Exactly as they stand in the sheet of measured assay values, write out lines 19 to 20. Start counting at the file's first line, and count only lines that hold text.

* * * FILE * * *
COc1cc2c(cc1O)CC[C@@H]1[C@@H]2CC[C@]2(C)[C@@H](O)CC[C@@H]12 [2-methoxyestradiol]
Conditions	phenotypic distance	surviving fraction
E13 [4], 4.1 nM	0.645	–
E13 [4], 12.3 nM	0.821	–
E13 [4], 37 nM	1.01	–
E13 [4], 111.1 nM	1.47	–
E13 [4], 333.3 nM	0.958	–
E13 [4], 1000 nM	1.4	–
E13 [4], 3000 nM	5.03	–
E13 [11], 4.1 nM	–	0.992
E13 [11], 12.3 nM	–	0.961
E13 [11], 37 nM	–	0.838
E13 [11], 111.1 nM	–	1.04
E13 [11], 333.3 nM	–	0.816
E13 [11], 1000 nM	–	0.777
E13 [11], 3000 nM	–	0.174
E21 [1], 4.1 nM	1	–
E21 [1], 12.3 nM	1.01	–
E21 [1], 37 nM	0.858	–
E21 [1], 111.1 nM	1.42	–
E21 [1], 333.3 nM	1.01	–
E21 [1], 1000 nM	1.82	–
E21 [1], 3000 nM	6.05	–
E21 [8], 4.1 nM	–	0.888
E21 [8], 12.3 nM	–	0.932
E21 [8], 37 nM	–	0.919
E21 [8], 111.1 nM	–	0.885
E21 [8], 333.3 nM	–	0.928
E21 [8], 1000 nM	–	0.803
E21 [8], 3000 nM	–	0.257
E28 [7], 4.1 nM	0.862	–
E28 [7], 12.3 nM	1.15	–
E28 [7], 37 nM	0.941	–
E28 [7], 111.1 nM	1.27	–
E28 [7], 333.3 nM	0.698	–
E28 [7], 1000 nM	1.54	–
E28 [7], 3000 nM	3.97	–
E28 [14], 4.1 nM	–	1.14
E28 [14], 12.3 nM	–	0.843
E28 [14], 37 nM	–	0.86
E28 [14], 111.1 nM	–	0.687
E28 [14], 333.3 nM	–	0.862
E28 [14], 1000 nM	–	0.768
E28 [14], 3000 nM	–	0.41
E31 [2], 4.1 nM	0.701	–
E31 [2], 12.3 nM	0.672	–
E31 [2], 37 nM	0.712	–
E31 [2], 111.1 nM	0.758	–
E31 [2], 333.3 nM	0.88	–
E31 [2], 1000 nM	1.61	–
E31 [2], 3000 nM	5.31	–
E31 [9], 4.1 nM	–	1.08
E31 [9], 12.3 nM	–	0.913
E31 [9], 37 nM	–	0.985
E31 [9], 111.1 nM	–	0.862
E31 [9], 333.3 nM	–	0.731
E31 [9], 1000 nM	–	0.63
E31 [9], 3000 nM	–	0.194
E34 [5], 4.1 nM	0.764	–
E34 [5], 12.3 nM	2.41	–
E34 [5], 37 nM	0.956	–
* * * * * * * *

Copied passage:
E21 [1], 37 nM	0.858	–
E21 [1], 111.1 nM	1.42	–